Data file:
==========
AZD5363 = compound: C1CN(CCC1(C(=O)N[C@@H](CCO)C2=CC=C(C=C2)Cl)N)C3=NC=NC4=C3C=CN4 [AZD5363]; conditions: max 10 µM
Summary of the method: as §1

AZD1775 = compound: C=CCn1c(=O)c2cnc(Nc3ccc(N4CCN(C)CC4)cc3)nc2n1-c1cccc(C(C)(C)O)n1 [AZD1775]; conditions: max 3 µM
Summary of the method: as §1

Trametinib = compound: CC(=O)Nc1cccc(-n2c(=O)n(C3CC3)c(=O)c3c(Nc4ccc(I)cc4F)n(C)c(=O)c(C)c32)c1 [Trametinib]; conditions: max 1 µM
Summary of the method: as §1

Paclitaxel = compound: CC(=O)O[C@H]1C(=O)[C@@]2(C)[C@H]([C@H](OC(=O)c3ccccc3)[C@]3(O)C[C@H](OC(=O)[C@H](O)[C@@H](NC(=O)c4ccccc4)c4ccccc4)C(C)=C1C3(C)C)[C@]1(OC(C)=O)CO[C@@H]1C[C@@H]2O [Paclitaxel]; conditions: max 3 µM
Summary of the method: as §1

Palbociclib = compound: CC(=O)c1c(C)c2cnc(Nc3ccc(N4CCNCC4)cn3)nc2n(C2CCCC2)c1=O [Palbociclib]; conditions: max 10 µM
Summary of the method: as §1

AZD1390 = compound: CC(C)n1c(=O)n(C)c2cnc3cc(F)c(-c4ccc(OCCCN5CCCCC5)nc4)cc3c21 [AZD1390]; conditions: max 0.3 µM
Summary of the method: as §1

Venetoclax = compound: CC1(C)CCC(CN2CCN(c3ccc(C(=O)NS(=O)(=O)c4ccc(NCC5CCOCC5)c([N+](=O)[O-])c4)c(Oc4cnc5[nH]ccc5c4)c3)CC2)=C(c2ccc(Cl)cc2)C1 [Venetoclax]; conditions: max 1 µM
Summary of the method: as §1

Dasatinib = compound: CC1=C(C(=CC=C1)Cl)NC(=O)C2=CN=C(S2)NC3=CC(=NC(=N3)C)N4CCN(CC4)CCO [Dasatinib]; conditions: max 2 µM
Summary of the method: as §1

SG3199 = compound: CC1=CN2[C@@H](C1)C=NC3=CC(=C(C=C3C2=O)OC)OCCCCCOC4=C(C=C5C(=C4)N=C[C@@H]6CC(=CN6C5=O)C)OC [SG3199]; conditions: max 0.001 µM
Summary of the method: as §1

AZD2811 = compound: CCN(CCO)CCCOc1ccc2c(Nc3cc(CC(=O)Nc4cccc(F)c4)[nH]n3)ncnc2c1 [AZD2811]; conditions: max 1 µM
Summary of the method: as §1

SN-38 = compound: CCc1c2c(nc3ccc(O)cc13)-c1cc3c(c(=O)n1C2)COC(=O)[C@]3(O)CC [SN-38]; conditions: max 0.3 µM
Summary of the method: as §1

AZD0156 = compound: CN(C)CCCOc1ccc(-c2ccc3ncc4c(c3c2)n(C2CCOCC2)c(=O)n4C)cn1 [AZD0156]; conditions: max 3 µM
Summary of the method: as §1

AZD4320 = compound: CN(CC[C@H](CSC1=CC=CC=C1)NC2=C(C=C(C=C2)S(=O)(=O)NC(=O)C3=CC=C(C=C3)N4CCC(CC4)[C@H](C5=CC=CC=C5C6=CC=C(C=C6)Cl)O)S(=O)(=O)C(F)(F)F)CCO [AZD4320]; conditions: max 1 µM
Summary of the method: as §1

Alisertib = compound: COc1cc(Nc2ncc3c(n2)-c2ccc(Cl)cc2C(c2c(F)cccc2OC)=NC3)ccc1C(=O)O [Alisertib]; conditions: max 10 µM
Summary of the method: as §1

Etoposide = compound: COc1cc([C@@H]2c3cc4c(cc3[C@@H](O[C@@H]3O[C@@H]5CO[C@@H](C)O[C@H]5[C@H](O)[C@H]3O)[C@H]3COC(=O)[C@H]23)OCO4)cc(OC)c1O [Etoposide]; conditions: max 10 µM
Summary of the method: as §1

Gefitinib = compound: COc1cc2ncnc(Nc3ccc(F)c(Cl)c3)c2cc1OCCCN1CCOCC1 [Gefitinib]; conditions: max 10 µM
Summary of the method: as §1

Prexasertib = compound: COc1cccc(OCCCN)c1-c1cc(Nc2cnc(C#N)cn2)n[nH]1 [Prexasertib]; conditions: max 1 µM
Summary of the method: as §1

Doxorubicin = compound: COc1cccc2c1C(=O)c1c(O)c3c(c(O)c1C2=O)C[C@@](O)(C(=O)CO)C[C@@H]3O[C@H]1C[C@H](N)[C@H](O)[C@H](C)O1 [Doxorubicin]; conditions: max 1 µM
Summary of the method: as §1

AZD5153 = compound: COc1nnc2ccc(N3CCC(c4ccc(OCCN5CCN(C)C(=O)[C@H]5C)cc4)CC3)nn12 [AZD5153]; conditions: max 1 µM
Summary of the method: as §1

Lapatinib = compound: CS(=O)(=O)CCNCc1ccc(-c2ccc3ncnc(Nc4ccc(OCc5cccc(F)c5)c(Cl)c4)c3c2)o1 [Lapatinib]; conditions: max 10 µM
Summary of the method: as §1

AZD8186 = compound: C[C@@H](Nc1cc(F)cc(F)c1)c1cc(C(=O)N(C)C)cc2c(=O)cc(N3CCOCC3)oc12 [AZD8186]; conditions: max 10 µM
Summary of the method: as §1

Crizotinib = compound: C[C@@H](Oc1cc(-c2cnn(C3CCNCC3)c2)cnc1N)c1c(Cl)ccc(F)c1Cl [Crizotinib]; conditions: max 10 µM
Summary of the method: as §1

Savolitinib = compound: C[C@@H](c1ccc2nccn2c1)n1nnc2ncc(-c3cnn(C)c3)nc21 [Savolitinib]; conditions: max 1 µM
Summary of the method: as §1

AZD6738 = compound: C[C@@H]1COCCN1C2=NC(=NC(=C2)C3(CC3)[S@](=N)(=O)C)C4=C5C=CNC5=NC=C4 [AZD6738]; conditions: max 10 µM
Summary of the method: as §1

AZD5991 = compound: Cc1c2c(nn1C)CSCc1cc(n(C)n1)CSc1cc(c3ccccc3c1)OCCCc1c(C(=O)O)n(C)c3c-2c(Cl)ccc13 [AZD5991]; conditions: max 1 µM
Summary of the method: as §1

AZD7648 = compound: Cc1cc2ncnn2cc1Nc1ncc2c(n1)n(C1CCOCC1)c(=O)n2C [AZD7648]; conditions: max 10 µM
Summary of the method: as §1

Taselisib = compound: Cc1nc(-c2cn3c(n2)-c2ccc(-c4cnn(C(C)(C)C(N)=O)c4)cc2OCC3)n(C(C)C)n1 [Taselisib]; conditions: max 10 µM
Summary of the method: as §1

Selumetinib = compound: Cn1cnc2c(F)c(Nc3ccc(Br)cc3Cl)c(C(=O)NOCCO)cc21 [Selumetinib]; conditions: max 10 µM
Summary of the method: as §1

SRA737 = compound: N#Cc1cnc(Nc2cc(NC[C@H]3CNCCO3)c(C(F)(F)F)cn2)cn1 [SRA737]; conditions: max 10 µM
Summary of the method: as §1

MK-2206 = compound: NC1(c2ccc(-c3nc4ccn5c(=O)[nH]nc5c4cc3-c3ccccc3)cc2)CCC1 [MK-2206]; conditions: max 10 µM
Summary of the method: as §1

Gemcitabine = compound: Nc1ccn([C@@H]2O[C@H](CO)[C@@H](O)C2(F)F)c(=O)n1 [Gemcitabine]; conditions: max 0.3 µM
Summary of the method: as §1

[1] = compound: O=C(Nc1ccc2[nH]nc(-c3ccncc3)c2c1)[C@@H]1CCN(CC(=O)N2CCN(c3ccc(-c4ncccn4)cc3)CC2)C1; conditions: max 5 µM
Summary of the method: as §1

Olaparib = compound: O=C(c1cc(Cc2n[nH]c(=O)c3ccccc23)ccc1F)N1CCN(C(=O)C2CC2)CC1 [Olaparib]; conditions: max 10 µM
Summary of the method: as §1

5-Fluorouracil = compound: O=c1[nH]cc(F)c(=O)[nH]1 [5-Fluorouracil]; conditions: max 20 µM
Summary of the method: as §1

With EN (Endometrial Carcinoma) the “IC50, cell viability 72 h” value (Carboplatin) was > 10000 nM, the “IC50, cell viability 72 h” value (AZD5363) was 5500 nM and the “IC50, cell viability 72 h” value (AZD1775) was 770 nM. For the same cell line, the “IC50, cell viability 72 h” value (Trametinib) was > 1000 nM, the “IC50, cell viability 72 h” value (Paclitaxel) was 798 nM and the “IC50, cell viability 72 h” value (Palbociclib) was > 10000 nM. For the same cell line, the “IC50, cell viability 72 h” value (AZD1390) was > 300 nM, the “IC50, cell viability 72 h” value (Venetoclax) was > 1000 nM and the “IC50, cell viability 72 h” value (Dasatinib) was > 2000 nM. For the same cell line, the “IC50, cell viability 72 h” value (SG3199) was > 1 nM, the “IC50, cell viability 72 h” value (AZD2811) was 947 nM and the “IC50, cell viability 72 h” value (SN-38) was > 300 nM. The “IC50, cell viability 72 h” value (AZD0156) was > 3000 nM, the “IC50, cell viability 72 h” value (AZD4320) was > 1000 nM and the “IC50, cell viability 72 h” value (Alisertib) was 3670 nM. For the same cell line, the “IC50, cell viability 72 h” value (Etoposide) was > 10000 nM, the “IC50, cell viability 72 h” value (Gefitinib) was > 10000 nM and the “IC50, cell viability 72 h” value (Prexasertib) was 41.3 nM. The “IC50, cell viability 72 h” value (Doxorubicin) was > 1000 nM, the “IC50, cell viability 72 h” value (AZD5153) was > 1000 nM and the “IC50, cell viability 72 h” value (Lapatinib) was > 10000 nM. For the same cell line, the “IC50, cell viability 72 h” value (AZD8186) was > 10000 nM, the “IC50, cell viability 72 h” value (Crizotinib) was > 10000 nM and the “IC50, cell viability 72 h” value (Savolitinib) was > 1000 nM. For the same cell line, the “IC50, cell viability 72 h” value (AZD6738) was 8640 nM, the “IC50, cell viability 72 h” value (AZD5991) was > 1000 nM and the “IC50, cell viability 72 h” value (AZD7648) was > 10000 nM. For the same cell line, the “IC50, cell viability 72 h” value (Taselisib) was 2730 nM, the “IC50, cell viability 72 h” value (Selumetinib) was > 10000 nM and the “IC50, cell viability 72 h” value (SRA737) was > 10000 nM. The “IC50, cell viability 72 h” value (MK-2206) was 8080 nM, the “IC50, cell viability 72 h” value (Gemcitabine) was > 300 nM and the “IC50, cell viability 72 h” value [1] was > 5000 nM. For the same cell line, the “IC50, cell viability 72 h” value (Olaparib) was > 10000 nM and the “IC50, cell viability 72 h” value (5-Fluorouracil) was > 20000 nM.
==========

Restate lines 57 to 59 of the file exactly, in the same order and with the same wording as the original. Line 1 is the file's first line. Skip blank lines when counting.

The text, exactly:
SRA737 = compound: N#Cc1cnc(Nc2cc(NC[C@H]3CNCCO3)c(C(F)(F)F)cn2)cn1 [SRA737]; conditions: max 10 µM
Summary of the method: as §1

MK-2206 = compound: NC1(c2ccc(-c3nc4ccn5c(=O)[nH]nc5c4cc3-c3ccccc3)cc2)CCC1 [MK-2206]; conditions: max 10 µM